New generations of homebuyers have additional obstacles keeping them from satisfying mortgages. For example, Millennials (those born somewhere between 1982 and 2004) struggle with saving enough money for a 20% down payment due to low and stagnant wages following the Great Recession. Further, crippling student debt eats up what little funds Millennials may spare. As a result, most of today’s homebuyers opt for historically low down payments – as little as 3%, often a gift from their better-heeled Baby Boomer parents.

Low down payments help struggling members of each generation transition into homeownership, but there’s a fatal catch: the lower the down payment, the greater principal owed.

The purpose of government guaranteed mortgages is to enable the seller to sell. The lower the down payment, the higher the price the buyer is willing to pay; thus, government guaranteed mortgages provide an additional ancillary benefit to the seller who ultimately gets the money, not the buyer.

Housewarming: the new party, up front and alive

As mortgage payoffs slip from memory into the ever-more-distant past, today’s homeowners have a new definition of ownership. Instead of waiting until they are debt-free, homeowners claim the moment they move into a new home as the one to celebrate with a new kind of party: housewarming.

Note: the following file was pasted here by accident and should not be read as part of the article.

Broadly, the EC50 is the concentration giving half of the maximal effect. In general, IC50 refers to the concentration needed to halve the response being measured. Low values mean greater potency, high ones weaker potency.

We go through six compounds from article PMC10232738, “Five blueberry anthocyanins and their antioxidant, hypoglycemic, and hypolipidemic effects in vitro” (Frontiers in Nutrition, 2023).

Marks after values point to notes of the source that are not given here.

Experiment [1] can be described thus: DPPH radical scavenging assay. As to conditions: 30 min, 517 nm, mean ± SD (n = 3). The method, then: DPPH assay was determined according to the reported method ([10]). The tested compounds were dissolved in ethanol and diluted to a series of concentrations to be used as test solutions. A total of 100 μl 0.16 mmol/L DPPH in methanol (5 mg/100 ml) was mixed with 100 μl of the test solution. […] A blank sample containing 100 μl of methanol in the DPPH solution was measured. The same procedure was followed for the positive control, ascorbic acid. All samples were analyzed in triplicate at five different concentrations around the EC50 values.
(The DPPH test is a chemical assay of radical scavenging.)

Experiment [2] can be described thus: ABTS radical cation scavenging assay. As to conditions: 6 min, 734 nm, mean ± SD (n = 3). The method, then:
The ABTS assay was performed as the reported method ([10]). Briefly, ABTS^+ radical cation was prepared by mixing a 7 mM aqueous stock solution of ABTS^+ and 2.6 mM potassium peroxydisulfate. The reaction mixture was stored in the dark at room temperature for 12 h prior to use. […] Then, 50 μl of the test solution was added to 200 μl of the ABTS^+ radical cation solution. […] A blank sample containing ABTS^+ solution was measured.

In contrast with mortgage burning parties, housewarming parties celebrate the prospect of beginning life in a new, fully-indebted home. This is the modern incarnation and polar opposite of the mortgage burning party. Guests bring gifts to help the new homeowners furnish the house. They take tours of all the rooms, usually with wine and cheese in hand. The only fires lit here are in cozy fireplaces or scented candles. The hangover lasts for years – but it is felt only by the homeowner.

Housewarming is a fantastic trend for lenders, builders and real estate agents – it focuses on the beginning of a homeowner’s stay in a house. A homeowner may potentially host infinite housewarming parties, depending on how many times they move in their lifetime. As long as homeownership culture glorifies qualification for extensive debt and government subsidies, lenders, builders and agents remain in business, managing the turnover into homes and mortgages every handful of years.